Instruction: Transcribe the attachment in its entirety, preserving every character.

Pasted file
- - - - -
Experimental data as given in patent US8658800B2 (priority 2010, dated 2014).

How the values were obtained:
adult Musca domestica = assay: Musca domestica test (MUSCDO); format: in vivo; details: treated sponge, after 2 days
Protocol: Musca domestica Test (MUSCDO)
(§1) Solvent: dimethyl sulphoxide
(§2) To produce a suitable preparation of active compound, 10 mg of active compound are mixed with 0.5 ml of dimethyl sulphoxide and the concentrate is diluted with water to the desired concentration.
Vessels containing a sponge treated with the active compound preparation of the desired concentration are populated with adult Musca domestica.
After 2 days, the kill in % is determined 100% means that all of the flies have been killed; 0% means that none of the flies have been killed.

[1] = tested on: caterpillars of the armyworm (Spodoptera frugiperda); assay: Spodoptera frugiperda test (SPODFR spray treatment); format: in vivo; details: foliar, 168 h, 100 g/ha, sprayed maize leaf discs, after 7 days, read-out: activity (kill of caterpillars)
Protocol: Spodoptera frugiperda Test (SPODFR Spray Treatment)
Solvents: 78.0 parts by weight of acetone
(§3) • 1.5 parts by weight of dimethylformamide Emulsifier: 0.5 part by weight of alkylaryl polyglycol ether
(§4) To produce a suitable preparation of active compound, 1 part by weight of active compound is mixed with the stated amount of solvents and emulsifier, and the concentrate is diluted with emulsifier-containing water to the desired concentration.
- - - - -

Experimental data as given in patent US8658800B2 (priority 2010, dated 2014).

How the values were obtained:
adult Musca domestica = assay: Musca domestica test (MUSCDO); format: in vivo; details: treated sponge, after 2 days
Protocol: Musca domestica Test (MUSCDO)
(§1) Solvent: dimethyl sulphoxide
(§2) To produce a suitable preparation of active compound, 10 mg of active compound are mixed with 0.5 ml of dimethyl sulphoxide and the concentrate is diluted with water to the desired concentration.
Vessels containing a sponge treated with the active compound preparation of the desired concentration are populated with adult Musca domestica.
After 2 days, the kill in % is determined 100% means that all of the flies have been killed; 0% means that none of the flies have been killed.

[1] = tested on: caterpillars of the armyworm (Spodoptera frugiperda); assay: Spodoptera frugiperda test (SPODFR spray treatment); format: in vivo; details: foliar, 168 h, 100 g/ha, sprayed maize leaf discs, after 7 days, read-out: activity (kill of caterpillars)
Protocol: Spodoptera frugiperda Test (SPODFR Spray Treatment)
Solvents: 78.0 parts by weight of acetone
(§3) • 1.5 parts by weight of dimethylformamide Emulsifier: 0.5 part by weight of alkylaryl polyglycol ether
(§4) To produce a suitable preparation of active compound, 1 part by weight of active compound is mixed with the stated amount of solvents and emulsifier, and the concentrate is diluted with emulsifier-containing water to the desired concentration.